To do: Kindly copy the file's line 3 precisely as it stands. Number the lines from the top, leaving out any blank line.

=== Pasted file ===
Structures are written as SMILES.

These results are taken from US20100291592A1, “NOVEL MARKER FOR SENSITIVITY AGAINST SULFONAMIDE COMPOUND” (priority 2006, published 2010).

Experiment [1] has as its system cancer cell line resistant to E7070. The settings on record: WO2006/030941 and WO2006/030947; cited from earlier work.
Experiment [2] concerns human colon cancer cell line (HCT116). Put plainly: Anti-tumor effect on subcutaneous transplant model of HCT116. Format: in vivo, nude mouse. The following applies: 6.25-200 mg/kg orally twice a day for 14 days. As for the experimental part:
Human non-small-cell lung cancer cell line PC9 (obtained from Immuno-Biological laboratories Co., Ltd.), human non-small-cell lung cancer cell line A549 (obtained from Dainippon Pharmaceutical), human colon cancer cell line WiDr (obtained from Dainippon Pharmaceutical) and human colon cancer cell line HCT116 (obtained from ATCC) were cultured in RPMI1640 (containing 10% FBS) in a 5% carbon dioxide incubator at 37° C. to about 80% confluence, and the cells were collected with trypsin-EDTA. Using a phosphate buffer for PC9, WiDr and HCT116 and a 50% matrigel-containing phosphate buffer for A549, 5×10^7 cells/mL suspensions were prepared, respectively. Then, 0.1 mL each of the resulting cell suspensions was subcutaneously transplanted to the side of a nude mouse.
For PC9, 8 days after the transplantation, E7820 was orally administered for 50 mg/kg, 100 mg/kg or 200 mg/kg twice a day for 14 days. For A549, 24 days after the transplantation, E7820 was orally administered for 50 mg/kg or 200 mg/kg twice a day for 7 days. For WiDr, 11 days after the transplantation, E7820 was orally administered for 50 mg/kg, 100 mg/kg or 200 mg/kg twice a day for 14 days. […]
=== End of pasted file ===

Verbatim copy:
Experiment [1] has as its system cancer cell line resistant to E7070. The settings on record: WO2006/030941 and WO2006/030947; cited from earlier work.